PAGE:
26 May 2022
This National Reconciliation Week 2022, Positive Life NSW calls on all people living with HIV to think about what reconciliation means and what practical steps we can take to be brave, make change, and build trust and mutual respect with our Indigenous brothers and sisters living with HIV.
National Reconciliation Week starts with National Sorry Day, or the National Day of Healing, on Thursday 26 May which marks the anniversary of the tabling of the Bringing Them Home report in the Australian Parliament in 1997. For the first time, the report gave voice and recognised the experiences of the Stolen Generations survivors, their families and communities. This National Reconciliation Week commemorates two significant milestones in the reconciliation journey beginning with the successful 1967 referendum (27 May 1967) and the High Court Mabo decision (3 June 1992).
As one of two Positive Life NSW Aboriginal Health Program Officers, Ms Michelle Tobin reminds us that HIV still disproportionately burdens Aboriginal and Torres Strait Islander people. A proud Aboriginal woman of the Yorta Yorta Nation living with HIV, and descendant of the Stolen Generation, she calls for “a tailored approach for Indigenous people that begins with better awareness of HIV through culturally appropriate, community-level communication which is particularly focused on women and people who inject drugs.”
“It’s time all levels of society including our governments and leaders acknowledged that current efforts and interventions are not enough,” said Michelle. “We need brave leaders who are able to build trust and make change to reverse the trend of increasing rates of BBV and STIs in our communities.”
“Positive Life’s Aboriginal needs assessment has highlighted the importance of being brave and starting the conversation with our brothers and sisters around HIV,” said Michelle. “Simple conversations are key to building each other up and finding ways we can make change to improve our health outcomes.”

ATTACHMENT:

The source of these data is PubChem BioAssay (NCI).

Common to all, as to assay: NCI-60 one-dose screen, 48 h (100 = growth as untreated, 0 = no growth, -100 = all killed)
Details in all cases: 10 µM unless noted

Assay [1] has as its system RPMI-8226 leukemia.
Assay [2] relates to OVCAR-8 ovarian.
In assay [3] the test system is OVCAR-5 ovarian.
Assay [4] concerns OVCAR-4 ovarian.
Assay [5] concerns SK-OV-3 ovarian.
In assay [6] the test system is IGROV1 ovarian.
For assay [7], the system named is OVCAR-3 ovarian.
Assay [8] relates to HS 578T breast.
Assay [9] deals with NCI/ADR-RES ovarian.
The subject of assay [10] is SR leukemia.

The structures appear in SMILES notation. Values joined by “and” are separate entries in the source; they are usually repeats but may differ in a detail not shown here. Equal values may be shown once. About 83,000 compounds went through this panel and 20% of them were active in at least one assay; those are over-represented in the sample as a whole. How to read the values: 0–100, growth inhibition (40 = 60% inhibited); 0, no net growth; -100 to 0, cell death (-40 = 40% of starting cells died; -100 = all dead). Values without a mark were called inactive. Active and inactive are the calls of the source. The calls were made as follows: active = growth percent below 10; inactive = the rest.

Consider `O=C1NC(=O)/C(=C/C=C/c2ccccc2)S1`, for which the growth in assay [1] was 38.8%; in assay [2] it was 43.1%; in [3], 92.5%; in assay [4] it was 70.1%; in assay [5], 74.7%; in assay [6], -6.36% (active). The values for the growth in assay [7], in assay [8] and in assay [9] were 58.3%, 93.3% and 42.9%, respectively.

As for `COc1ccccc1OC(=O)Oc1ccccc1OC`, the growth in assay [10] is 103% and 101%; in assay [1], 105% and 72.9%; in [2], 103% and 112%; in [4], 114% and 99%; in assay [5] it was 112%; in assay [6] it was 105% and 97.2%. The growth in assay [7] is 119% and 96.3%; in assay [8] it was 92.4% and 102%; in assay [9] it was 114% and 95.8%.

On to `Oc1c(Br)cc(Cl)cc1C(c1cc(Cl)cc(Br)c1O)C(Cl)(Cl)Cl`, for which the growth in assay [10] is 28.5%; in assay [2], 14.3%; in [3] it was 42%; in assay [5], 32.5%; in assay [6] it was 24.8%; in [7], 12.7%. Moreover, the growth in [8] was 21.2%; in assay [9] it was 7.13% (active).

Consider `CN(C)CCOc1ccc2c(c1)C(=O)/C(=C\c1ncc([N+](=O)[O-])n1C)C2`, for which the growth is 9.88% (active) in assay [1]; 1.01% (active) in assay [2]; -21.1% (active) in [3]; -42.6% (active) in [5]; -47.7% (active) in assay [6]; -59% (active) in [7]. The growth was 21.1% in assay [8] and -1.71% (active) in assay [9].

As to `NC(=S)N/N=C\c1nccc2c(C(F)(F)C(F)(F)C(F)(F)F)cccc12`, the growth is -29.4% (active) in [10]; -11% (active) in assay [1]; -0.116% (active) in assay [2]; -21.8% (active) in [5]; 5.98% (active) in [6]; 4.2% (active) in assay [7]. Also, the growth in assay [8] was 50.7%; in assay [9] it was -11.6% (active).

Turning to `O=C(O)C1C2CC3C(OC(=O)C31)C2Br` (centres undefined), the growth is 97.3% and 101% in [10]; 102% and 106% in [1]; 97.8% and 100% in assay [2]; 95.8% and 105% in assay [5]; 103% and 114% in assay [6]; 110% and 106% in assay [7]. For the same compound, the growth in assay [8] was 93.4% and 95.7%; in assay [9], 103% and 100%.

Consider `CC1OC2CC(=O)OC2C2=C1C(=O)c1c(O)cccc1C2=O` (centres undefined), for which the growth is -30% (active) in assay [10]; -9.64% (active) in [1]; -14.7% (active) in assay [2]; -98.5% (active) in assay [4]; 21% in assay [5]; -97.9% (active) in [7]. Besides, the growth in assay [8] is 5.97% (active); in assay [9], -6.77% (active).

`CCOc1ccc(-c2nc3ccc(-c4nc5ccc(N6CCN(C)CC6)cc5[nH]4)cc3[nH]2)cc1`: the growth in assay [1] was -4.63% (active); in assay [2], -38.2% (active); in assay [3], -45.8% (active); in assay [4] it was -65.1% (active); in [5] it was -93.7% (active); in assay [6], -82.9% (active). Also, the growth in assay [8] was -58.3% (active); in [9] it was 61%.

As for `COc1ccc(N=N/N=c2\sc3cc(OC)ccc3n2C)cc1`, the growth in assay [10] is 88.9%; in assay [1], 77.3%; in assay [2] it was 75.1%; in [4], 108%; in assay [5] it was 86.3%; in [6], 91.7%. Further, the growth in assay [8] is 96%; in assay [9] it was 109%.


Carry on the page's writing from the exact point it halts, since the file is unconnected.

“On this National Sorry Day and throughout National Reconciliation Week, we are highlighting the outcomes of this first Aboriginal and Torres Strait Islander needs assessment conducted in NSW,” said Ms Jane Costello, Positive Life NSW CEO. “Change is not an easy thing. It is only through relentless efforts by all of us that we will see positive change at all levels of society in the larger story of reconciliation,” she said.
Jane Costello, CEO – 1800 245 677 or email email@example.com
Positive Life NSW is the voice of all people living with HIV in NSW since 1988. We are the largest peer-led and run representative body of all people living with HIV in Australia based in NSW. We make a significant contribution to and positive impact across the spectrum of health and social issues on behalf of all people living with HIV in collaboration with HIV specialist and mainstream services to improve the health and quality of life of all people living with HIV in NSW. We do this through evidence based health promotion, research, policy advice and peer support.